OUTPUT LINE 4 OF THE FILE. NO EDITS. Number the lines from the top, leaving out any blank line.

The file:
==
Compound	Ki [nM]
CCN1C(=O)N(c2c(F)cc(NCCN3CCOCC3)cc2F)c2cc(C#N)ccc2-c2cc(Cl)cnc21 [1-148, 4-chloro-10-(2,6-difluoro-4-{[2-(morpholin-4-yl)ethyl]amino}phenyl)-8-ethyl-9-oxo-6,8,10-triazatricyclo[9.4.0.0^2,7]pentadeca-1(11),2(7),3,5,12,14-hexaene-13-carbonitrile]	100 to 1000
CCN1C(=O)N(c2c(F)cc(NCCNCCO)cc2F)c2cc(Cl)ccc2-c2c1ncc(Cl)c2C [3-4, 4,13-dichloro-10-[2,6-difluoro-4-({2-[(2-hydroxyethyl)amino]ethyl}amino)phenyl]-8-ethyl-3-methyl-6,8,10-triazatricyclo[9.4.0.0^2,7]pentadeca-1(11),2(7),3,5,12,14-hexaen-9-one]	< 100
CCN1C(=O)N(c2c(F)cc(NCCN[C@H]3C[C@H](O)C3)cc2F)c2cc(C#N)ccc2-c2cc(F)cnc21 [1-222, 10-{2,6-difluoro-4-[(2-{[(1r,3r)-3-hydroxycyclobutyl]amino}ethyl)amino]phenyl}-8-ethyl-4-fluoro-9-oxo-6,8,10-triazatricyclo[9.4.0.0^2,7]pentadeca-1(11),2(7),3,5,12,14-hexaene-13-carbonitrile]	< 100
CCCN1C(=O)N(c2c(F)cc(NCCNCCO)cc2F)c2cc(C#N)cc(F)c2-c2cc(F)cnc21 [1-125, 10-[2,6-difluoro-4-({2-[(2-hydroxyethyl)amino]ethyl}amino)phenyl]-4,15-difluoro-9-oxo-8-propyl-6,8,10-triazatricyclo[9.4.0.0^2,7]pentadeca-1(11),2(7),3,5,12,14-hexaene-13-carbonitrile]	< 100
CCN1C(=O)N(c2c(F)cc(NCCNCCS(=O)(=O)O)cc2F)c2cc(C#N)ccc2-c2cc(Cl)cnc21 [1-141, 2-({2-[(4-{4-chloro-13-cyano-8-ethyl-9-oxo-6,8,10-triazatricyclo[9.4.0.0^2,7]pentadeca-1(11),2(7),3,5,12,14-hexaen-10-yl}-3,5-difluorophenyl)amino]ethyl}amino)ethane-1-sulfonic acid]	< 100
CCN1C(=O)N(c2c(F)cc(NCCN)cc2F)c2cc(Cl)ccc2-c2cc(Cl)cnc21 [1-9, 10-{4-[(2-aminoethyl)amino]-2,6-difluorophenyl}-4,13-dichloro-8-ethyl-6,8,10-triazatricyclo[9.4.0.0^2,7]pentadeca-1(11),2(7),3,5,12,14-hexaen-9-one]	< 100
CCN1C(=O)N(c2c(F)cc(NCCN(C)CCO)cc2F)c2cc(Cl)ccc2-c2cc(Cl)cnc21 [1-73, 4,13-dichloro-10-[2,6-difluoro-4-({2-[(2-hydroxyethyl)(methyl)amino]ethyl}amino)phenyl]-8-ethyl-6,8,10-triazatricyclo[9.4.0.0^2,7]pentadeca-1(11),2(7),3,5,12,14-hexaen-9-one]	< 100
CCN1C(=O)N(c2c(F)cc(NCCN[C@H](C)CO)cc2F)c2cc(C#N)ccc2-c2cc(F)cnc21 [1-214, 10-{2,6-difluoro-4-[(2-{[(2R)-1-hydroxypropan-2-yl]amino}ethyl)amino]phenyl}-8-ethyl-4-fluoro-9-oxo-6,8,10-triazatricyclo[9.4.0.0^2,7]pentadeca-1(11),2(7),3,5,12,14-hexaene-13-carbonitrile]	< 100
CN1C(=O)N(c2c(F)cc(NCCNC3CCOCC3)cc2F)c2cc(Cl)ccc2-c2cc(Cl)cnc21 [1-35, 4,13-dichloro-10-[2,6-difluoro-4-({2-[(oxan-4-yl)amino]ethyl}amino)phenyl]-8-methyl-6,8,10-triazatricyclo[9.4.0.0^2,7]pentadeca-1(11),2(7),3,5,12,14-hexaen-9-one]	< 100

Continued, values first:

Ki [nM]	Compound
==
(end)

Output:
CCN1C(=O)N(c2c(F)cc(NCCN[C@H]3C[C@H](O)C3)cc2F)c2cc(C#N)ccc2-c2cc(F)cnc21 [1-222, 10-{2,6-difluoro-4-[(2-{[(1r,3r)-3-hydroxycyclobutyl]amino}ethyl)amino]phenyl}-8-ethyl-4-fluoro-9-oxo-6,8,10-triazatricyclo[9.4.0.0^2,7]pentadeca-1(11),2(7),3,5,12,14-hexaene-13-carbonitrile]	< 100